jazzhas cultivated. Much of what is accepted a s jazz-atleast by the public, romanticism which, because of its anxiety in the face of the fatal charac-
if not by the practitioners of. jazzitself-does not come up to the standards teristics of capitalism, seeks a despairing way out, in order to affirm the
for the crudest characteristic of rhythmic and tonal interference. This is feared thing itself as a sort of ghastly allegory of the coming liberation
true above all for the tangos which, rhythmically very primitive, only draw and to sanctify negativity-a curative in which, by the way, jazz itself.
on the elementary form of syncopation without ever making it a basic would like to believe. No matter what the situation might be for art within
principle. This is also true for that hyb;d form combining jazzand march the c'ontext of an approaching order of things; whether its autonomy and
music which, since "Valencia"3 appeared in t9z5 as a "six-eight"* piece object quality will be retained or not-and economic considerations pro-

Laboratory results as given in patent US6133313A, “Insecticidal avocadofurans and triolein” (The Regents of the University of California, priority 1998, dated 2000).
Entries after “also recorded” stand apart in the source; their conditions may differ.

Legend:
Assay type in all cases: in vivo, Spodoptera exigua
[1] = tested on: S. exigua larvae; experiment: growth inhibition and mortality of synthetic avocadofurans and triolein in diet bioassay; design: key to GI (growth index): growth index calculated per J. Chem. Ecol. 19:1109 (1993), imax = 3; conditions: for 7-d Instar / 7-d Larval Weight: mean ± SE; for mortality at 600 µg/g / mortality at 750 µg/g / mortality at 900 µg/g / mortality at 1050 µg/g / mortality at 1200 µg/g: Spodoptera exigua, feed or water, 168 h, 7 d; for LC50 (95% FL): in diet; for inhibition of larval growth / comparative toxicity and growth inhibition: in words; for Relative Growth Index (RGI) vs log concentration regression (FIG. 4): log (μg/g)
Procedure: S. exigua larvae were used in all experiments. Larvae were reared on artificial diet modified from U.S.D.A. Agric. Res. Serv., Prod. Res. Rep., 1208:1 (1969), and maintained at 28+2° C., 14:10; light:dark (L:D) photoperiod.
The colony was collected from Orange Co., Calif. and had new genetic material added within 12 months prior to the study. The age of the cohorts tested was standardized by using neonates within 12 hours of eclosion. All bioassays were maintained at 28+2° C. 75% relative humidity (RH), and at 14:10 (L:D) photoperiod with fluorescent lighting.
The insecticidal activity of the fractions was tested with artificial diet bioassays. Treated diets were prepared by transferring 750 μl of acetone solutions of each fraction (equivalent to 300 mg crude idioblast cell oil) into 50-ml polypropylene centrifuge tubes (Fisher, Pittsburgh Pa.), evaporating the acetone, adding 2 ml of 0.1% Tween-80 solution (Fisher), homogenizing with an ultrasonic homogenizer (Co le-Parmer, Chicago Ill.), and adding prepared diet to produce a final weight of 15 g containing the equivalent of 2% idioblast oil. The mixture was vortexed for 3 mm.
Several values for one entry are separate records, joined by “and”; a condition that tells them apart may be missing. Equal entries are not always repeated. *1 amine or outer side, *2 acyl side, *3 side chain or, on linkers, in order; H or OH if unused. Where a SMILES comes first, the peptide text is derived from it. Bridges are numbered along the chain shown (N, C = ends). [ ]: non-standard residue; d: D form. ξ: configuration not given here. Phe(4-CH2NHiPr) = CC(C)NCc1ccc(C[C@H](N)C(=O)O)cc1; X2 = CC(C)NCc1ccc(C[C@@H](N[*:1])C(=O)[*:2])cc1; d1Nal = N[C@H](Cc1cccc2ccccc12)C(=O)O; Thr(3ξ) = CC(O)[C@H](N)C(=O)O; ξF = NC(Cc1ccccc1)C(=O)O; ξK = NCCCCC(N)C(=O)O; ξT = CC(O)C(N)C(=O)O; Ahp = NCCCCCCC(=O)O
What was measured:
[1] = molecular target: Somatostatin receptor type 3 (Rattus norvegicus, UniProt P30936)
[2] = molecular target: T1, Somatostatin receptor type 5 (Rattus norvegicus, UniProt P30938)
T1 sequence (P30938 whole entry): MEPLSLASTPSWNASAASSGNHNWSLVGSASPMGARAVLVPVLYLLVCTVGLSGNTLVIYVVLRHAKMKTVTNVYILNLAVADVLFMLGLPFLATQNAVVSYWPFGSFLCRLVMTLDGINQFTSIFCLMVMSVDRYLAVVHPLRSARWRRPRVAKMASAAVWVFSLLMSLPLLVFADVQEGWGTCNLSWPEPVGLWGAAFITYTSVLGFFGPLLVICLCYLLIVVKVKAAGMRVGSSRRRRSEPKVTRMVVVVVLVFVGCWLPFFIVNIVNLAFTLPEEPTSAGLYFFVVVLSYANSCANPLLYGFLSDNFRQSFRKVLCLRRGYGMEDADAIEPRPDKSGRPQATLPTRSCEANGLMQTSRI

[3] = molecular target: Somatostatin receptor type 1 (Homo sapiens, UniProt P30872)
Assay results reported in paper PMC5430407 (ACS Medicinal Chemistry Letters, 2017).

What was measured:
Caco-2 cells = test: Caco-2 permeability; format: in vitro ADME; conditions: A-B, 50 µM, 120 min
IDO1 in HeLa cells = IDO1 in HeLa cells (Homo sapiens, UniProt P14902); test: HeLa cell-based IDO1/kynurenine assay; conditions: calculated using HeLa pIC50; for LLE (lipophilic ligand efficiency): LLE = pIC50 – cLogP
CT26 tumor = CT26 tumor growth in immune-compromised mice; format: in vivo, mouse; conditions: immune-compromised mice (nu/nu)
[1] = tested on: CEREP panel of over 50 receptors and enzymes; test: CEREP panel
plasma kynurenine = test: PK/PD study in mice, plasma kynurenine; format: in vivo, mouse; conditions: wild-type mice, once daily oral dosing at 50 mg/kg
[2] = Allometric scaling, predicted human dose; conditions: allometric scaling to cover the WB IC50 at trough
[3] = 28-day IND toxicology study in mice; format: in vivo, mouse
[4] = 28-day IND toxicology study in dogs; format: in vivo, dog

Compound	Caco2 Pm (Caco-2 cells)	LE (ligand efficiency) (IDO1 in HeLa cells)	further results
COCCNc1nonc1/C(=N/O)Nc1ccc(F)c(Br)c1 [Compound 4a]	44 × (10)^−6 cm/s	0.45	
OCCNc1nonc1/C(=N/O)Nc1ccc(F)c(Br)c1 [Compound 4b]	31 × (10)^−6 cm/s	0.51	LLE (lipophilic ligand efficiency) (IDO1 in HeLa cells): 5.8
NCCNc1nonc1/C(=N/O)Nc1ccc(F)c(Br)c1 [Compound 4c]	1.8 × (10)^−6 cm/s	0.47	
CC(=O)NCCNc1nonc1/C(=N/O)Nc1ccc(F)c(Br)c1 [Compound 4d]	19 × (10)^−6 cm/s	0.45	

and spread with uncommon rapidiry cultivated the march-like elements virie substantial grounds for the assertion that even the ideal
[richtig] so-
with increasing openness, and which inserted an unbroken continuous ciety will not be aiming to create pure immediary-this much is in any
rhythm in place of syncopation, and a homogeneous and "euphonious"
tutti-sound in place of the interference. It has never been sharply differ-
entiated from jazz practice and is played by orchestras that alternate be-
tween it and thoroughly syncopated "hot music.*" On the other hand, a
great deal of music is perceived asbeing jazz or related to jazz only on the
basis of its sound, without its being at all interested in the rhythmic prin-
ciples of jazz.The wide public success of the songs* of Kurt Weill was a
success or jazz, although the rhythmic profiling of its melodies in accor-
dance with the scansion of the composed verse lines is diametrically op-
posed to jazz practice-only the pervasive basic rhythm and the sound of
\I til
the saxophone have anything to do with jazzinthis case. Iazz is not what
individual taste, or even individual s
ot questrons marketability and veil its otyn cogrn
$)\ 9z Lrrurs prr Ld'r' uuu wurl( ur arr/ Dut rather like those
1f!1 ^*FUrought to mind by the detective novel, with which jazz has in common
l!1.^*[1brought Xrke1q$+ry4. Holever -uch
( ,"" I the fact that it maintains an inexorably rigid stereorypology and at the '/"\--'- i.;\